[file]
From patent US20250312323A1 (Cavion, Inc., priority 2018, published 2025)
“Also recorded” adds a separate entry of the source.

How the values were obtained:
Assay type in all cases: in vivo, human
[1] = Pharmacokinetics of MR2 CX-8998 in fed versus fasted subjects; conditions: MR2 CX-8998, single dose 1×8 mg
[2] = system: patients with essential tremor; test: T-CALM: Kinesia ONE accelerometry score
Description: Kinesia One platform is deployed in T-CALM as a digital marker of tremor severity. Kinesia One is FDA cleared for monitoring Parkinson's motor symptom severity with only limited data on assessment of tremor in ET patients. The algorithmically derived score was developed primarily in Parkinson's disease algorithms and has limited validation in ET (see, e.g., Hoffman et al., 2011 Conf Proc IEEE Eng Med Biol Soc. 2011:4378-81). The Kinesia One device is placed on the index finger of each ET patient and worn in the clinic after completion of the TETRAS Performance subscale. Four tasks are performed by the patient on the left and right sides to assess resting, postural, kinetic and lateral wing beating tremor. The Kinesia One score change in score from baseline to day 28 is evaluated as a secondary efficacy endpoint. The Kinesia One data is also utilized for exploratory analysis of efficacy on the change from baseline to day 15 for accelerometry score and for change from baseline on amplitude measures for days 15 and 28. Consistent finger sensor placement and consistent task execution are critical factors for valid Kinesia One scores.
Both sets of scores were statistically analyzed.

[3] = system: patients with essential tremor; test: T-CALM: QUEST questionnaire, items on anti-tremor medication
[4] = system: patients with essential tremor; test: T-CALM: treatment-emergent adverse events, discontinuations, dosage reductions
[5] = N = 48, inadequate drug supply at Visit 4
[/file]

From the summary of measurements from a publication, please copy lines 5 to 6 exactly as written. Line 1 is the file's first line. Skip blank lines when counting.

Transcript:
[1] = Pharmacokinetics of MR2 CX-8998 in fed versus fasted subjects; conditions: MR2 CX-8998, single dose 1×8 mg
[2] = system: patients with essential tremor; test: T-CALM: Kinesia ONE accelerometry score